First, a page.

Year

2019

Degree Name

Doctor of Philosophy

Department

School of Mechanical, Materials, Mechatronic and Biomedical Engineering

Abstract

In the past few decades, with the continuously depletion of fossil fuels, developing renewable energy resources has become increasingly necessary. For industrial applications, energy storage devices are urgently needed for meeting the requirements of large-scale commercialization. Among them, alkaline ion batteries, especially lithium ion batteries (LIBs), have attracted great attentions due to their high energy density and comparable volumetric capacities for a variety of applications such as mobile phones and portable electrical devices. Nevertheless, LIBs seemingly cannot meet the requirements for next-stage applications such as electrical vehicles in the long run due to the high cost of lithium mineral resources. Therefore, developing alternative energy storage devices is quite important for scalable applications. Sodium ion batteries (SIBs) and potassium ion batteries (PIBs) have attracted considerable attention due to the abundant Na and K resources in the Earth’s crust. SIBs may have lower energy-density than LIBs, however, due to the relatively high standard hydrogen potential (-2.71 V vs. E° ) of Na, which is obstructing their potential application. In contrast, K has a low standard hydrogen potential (-2.93 V vs. E°), close to that of lithium (-3.04 V vs. E°), which makes the PIBs a good candidate for low-cost and high-energy-density systems.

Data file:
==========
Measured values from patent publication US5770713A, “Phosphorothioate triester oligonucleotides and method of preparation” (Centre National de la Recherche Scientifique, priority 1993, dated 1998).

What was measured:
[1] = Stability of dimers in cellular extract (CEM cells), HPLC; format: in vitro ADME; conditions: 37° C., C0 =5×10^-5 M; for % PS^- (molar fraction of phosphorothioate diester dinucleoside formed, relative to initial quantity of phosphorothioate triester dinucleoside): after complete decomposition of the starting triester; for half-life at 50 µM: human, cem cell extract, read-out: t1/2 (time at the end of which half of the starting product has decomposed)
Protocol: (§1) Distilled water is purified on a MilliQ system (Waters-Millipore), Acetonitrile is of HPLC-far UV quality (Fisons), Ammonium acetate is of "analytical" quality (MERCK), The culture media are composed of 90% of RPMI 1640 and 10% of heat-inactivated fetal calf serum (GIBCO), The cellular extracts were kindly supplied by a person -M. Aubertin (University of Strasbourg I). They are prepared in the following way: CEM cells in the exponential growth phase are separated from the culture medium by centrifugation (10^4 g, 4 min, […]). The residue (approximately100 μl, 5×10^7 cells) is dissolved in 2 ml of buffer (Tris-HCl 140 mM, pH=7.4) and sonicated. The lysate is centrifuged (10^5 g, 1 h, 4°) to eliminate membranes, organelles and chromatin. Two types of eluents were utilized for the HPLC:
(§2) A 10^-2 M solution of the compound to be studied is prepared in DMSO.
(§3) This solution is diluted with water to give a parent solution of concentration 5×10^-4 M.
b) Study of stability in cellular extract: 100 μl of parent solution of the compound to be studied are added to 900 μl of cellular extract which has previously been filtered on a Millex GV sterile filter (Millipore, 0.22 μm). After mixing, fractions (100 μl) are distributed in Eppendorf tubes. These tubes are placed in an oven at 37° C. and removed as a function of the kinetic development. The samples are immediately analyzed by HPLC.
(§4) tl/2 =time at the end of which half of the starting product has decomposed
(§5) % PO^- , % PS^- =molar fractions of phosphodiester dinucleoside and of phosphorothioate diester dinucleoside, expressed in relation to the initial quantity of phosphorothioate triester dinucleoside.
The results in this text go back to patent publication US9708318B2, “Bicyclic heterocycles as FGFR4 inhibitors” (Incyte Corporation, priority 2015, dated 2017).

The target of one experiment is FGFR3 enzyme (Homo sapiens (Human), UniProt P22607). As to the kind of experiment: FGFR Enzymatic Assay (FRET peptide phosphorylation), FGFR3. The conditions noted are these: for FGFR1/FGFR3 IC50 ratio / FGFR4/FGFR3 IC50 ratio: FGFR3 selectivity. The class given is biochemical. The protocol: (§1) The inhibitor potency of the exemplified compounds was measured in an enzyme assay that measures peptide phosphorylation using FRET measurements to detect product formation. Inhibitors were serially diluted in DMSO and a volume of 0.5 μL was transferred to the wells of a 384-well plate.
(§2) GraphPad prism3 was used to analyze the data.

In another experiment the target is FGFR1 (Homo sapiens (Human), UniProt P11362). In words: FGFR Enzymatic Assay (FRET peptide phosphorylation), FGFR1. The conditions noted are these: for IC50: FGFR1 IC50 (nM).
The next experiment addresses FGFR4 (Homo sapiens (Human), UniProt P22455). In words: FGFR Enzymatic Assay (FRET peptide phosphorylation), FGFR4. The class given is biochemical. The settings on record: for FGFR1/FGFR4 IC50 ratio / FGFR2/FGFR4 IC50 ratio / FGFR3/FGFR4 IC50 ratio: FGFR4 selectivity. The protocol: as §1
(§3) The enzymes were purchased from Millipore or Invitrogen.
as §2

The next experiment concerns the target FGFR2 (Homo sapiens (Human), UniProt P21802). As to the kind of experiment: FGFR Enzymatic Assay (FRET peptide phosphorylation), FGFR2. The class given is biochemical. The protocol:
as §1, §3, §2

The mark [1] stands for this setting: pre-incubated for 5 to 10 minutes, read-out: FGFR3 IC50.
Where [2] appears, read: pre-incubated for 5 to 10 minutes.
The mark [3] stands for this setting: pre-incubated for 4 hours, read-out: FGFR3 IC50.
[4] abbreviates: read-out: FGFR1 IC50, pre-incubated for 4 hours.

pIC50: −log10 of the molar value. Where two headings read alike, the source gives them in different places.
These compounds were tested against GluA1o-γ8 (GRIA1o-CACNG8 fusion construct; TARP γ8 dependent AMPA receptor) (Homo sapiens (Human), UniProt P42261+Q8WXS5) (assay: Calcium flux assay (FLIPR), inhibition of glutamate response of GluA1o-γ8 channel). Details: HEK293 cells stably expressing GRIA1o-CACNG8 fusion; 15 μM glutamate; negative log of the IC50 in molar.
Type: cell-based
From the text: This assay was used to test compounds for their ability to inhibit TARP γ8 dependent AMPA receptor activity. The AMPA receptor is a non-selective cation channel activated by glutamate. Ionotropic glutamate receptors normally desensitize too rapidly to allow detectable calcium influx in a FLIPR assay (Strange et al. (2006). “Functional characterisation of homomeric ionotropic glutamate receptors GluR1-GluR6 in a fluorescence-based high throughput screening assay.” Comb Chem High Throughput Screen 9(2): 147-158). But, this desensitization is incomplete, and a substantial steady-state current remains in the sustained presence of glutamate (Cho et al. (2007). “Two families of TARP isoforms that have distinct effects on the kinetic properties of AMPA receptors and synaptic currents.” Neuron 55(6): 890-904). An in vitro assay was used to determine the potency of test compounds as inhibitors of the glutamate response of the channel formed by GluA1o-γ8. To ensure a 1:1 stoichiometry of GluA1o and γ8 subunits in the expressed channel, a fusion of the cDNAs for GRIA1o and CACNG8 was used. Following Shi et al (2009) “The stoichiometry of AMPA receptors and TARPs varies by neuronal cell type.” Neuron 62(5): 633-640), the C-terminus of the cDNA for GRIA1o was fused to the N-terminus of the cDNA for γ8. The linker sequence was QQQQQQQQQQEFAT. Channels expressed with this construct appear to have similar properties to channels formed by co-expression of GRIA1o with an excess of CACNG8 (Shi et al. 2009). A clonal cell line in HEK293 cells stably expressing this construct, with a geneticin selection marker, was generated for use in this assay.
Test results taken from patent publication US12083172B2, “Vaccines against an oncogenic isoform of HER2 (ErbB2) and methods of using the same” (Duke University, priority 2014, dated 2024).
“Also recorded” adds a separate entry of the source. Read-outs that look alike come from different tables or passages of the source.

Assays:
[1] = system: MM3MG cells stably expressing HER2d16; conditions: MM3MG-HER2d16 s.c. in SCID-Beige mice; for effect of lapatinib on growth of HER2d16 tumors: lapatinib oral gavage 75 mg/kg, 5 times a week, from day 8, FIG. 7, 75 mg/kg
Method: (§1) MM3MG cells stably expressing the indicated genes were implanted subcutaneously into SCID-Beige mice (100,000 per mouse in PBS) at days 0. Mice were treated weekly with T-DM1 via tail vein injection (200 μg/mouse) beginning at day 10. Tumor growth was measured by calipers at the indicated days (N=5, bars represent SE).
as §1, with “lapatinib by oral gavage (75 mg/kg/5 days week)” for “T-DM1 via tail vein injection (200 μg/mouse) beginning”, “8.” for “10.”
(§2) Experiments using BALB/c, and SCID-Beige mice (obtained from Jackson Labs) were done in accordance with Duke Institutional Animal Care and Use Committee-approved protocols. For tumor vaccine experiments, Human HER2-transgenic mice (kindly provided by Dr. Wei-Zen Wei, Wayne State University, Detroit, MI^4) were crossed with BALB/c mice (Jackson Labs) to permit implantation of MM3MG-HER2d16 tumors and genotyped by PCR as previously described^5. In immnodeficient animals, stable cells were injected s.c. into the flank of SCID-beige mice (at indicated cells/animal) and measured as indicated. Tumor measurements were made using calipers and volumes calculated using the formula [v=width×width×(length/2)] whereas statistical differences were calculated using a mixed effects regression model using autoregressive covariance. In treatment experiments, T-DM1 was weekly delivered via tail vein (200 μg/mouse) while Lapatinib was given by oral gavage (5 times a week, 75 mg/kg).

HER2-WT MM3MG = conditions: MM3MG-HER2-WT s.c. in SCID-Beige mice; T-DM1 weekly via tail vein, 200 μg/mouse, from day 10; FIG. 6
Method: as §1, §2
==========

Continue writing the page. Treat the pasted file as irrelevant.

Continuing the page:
In terms of electrode materials, carbon-based materials possess long-term cycling stability and high rate capability, making them promising anodes. Their low theoretical capacities may still be an obstacle, however, for high-energy-density energy storage devices. Among the candidate anode materials, phosphorus-based anodes for PIBs are attractive due to their competitively high energy-density compared to carbon-based anodes, based on their high theoretical capacity of 2594 mA h g-1 (formation of K3P). Nevertheless, they have poor electrochemical performance caused by relatively large volume expansion, low electrical conductivity, and severe electrolyte decomposition due to the highly reactive phosphide surface, which hinders their potential applications.

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Unless otherwise indicated, the views expressed in this thesis are those of the author and do not necessarily represent the views of the University of Wollongong.